No zeroes here. Blaster Master is back!

Main ImageBlaster Master Zero
Intial Release Date: March 3, 2017
Sunsoft, Inti Creates 
Publishers:  N/A
Platforms: Nintendo 3DS, Nintendo Switch
Game information was freely provided by

I grew up with the Super Nintendo and Nintendo 64, so there are some gaps in my NES game nostalgia. Blaster Master is, unfortunately, one of these gaps. Even though I vividly remember my neighbor having the game, I don’t recall us ever playing it. As I grew up though I recall hearing about it being insanely difficult. One of the “Nintendo Hard” games along with Ninja Gaiden and the like. When I first heard about Blaster Master Zero coming to the 3DS as well as the Switch, I was excited to finally see what all the buzz was about.

I spent a good amount of time trying to make a summary of the story for Blaster Master Zero, and no matter what I wrote it didn’t flow. So I’ll straight up quote the original press release.
“One day, a young man named Jason Frudnick, known for being a genius in the field of robotic engineering, discovered a strange creature that he had never seen before. No records of this mysterious creature could be found, so Jason gave it the name “Fred” and took it to his lab to begin closely observing it.

Shortly after that, an accident occurred in the lab and Fred managed to escape. Fred jumped into a hole that seemingly appeared out of nowhere. Jason followed, and before he knew it, he found himself in a cave where the battle vehicle “SOPHIA III” awaited him.

With his curiosity in this incredibly high tech vehicle piqued, Jason hopped abroad SOPHIA III and began his adventure in the vast subterranean world in search of Fred.”
I know it sounds a bit weird, and that’s because it is. The story at times feels like an excuse for the game to exist. That isn’t to say that it isn’t interesting at times and that the characters don’t develop a bit as you progress in the story. However, the entire story feels a bit too ‘straight out of the 80s’. Although its obvious that IntiCreates took the characters designs in a more modern direction (I mean, look at that fantastic art), the story still feels rooted in a simpler time where the story wasn’t as important.

So far, I might sound a bit harsh against Blaster Master Zero, but the gameplay is where the game shines. The gameplay takes traditional 2D Metroidvania action (While inside SOPHIA III), and merges it with top-down shooter action while you control Jason. Navigating the game’s maps can be a bit of a hassle, but once you realize how the map works you’ll quickly take to “Go here, collect this, fight this, go here” pattern. Whether this is fun or not really depends on the playstyle you take but I found myself checking every nook and cranny on the map to find any hidden powerups.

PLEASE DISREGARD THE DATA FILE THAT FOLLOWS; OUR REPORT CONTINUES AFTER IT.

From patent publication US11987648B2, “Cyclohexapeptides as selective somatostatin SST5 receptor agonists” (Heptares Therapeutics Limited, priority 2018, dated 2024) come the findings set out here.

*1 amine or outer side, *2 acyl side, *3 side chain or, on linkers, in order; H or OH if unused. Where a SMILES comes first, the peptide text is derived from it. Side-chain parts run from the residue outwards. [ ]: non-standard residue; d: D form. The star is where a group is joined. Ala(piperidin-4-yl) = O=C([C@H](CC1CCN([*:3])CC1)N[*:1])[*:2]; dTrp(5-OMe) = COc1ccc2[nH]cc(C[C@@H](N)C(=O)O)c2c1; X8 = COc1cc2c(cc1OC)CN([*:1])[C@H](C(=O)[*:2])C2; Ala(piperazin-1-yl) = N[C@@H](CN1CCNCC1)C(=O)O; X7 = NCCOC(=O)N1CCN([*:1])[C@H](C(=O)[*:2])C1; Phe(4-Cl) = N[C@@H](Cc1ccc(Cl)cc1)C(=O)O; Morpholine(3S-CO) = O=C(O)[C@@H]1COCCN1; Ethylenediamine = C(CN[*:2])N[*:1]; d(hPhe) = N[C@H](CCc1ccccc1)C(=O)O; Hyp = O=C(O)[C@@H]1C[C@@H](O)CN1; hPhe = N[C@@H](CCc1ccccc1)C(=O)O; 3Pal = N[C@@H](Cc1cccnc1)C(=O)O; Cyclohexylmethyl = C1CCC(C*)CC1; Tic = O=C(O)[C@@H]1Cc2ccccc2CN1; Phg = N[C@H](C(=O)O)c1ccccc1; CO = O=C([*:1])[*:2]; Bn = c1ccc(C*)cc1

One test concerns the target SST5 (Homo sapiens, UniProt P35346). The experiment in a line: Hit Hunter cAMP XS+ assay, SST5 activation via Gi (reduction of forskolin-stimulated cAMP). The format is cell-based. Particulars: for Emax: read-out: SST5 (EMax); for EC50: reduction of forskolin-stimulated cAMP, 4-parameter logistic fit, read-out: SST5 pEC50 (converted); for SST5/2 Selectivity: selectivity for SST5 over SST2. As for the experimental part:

One of my favorite things in Blaster Master Zero is actually the boss fights. Each one feels unique and different from each other, and with two different genre types mixing there are plenty of great fights to be had. One of my favorites was probably the very first in the game, Mother Brain. While simplistic, it provides a great way to learn how boss fights will work and the scale of the bosses. Another, pictured to the right, plays a bit like Metroid’s Mother Brain fight, having you shoot into an opening to hit the vulnerable spots. The genre-bending really helps to mix up what otherwise could be forgettable bosses. Testing the different weapons on enemies and bosses, in particular, is always somewhat exciting, especially when you have a direct hit.

One of Blaster Master Zero’s biggest hidden features unique to the Nintendo Switch version is HD Rumble. Feeling SOPHIA III’s hover thrusters actually “hum” and your laser charging and vibrating like an actual laser charging would feel really brings the immersion home. I’m not sure if I’ll ever get tired of HD Rumble, but it certainly adds a unique feeling and way to remember games, and Blaster Master Zero is no exception. However, the Switch version also provides local co-op. By sharing the Switch’s JoyCon controllers you can provide backup support for the main player. Similar to Super Mario Galaxy, your cursor hovers freely around the screen to move and provide support by firing weaker bullets or dropping health and other small powerups. I can’t help but wish that a deeper co-op mode was added, as the 2nd player can quickly grow bored and feel like they’re not actually providing help.

Blaster Master Zero might not be for everybody, and there are certainly faults, but it gives me a hint at exactly why people loved the original so much and celebrated the revival of the series. I can guarantee that if I had been given the game at a young age, it would’ve fit everything I love. Robotics, fun bosses and bright colors bring Blaster Master Zero to a “Must have” on the Switch.

  • Fantastic pixel art & sound direction.
  • Fun, difficult gameplay.
  • HD Rumble brings the thrusters and more to life in a satisfying way.
  • The story is a bit lackluster, but fits the 80s feel.
  • An additional way to play co-op would be appreciated.
Graphics Pixl Score 4 4
Story Pixl Score 3 3
Sound Pixl Score 4 4
Controls Pixl Score 5 5
Fun Factor Pixl Score 4 4